Imagine, you have just died. I know, kinda crappy, right? But! At least all your earthly suffering is over. Whatever caused your death is no longer trImagine, you have just died. I know, kinda crappy, right? But! At least all your earthly suffering is over. Whatever caused your death is no longer troubling you and you are restored to the prime of your youth and deposited into a vast, almost infinite library filled with every book that could ever be written and where you do not age, you have perfect memory and are able to recall every word you have ever read and every event that has ever happened to you, your every injury and even death are healed overnight, your every culinary desire is met by an automated kiosk and you are surrounded by people who are pretty similar to you in background. You would think that you are in heaven, wouldn't you? Or at least a book geek's version of it. Yet, you'd be entirely and completely wrong. Because you are actually in hell. Or one version of it based on a short story by Borges The Library of Babel.
Until I read the book, just the concept of a library as hell was complete anathema to my mind. The story tells you straight up, however, that this is hell, as you are greeted by a polite but very red demon against the backdrop of bodies burning endlessly in tar and lava and told that you are here because the one true faith is Zoroastrianism, so bad luck for you unless you worship the Lord of Light and Wisdom Ahura Mazda. Here he is by the way:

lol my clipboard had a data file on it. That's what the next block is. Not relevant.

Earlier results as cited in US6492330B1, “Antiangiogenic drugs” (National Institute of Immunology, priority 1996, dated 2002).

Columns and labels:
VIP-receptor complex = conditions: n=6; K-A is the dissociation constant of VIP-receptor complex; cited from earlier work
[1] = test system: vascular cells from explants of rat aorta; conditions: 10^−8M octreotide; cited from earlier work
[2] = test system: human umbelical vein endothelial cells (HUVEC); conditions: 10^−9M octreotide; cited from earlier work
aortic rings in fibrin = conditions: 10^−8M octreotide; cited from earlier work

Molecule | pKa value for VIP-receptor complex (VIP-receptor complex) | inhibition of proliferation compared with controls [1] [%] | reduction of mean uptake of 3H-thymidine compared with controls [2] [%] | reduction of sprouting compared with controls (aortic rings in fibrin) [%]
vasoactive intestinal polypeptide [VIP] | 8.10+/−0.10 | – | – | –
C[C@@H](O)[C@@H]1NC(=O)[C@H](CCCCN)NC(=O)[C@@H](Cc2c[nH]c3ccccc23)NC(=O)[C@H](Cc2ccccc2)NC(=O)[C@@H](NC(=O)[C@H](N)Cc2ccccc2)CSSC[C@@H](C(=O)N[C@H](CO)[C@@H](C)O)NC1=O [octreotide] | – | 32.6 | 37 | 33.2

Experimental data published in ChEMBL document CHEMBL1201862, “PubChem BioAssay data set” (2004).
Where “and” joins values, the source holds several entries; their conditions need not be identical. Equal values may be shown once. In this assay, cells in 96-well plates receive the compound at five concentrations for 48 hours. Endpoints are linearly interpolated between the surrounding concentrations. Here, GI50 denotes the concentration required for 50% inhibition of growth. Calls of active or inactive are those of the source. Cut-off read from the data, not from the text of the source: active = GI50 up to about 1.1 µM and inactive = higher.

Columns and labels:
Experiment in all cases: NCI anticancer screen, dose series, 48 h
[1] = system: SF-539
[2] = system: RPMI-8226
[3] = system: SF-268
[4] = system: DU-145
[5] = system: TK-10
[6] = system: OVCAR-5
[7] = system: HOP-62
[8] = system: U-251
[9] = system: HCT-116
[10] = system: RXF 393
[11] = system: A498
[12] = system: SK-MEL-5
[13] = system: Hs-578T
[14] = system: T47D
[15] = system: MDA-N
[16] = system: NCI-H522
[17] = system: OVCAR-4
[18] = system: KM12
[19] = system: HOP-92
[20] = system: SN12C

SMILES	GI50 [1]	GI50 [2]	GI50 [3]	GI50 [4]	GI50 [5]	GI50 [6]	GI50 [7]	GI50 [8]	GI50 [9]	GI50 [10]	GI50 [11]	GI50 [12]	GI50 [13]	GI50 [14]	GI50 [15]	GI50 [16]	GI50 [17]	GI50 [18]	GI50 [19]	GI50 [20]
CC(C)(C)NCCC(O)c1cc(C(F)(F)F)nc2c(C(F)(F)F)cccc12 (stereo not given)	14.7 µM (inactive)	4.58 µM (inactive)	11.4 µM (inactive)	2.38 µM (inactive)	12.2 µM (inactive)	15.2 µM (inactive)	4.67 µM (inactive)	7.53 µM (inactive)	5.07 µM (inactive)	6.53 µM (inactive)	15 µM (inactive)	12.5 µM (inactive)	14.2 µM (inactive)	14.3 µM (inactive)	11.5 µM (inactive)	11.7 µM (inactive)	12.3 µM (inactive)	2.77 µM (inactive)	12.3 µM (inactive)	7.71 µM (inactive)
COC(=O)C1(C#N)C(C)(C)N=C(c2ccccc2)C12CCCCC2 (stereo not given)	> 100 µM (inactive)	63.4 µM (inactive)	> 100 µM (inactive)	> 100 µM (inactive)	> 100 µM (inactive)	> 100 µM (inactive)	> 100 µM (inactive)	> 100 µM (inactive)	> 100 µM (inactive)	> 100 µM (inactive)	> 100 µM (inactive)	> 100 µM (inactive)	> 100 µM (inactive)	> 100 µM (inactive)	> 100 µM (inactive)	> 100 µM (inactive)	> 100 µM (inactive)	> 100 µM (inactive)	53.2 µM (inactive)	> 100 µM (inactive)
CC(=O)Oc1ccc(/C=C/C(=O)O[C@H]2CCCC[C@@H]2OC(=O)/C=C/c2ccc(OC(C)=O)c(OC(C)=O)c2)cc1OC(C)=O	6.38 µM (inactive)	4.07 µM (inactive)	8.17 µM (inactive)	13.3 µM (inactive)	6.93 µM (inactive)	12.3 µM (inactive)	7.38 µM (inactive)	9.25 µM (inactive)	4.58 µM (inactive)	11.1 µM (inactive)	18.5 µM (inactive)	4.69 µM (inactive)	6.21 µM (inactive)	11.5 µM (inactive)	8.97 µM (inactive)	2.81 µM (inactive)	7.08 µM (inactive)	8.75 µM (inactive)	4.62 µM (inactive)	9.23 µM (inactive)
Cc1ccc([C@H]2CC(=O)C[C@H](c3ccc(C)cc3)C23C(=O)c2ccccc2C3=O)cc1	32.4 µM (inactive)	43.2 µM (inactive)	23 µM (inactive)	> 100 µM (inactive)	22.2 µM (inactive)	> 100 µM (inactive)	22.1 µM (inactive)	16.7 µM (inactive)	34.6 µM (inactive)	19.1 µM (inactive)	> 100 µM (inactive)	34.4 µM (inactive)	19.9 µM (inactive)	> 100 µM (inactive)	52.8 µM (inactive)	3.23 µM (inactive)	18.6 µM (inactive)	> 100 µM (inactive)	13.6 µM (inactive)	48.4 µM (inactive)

(I seriously need to go read up on this stuff as this is the second book made of awesome which I have read in the last year which is based, at least in part, on Zoroastrian mythology).
The devil, of course, is in the detail and comes down to how you define a "book". Because for me, you see, in order to be a "book" something needs to not just be shaped as a book (in fact, with the advent of e-books, it doesn't even need to be shaped as a book at all) but also have content capable of conveying meaning (even if it is meaning which I am not capable of understanding). Whereas in the Zoroastrian hell library, a "book" is essentially a paper book of a set size, 410 pages long and with a set number of lines per page and letters per line consisting of about 95 characters on the standard English keyboard arranged in all possible variations which gives us 95 to the power of 1,312,000 possible books, i.e. quite a bit more than there are electrons in the universe and a library that's about 7,16 to the power of 1,297,369 light years wide and deep but the vast majority of which are just a random arrangement of letters and symbols which carries no meaning whatsoever.
Your task in this hell is to find your earthly life story without errors. "If your story is accepted, you will be admitted into a glorious heaven filled with wonders and joys beyond your imagination." Oh, and "you are here to lean something. Don't try to figure out what it is. This can be frustrating and unproductive".
This book was mind-blowing. It is a book about philosophy and religion and the meaning of life – all things that normally make me cringe and move slowly away but here it was all done in such a gentle non-patronising non-head-bashing way, it was fascinating. My only complaint is that it was not long enough. At the start, it is described as a book found by the narrator in the library. So where, I ask you, are the other 302 pages then? Yet, this is a minor complaint. For all its brevity, there is so much packed into the pages of this book. Love, loss, violence, horror, insanity, cattle mentality, sorrow, hope, hopelessness, infinity are just a few of the themes. I'm sure I will be picking this up again sooner rather than later....more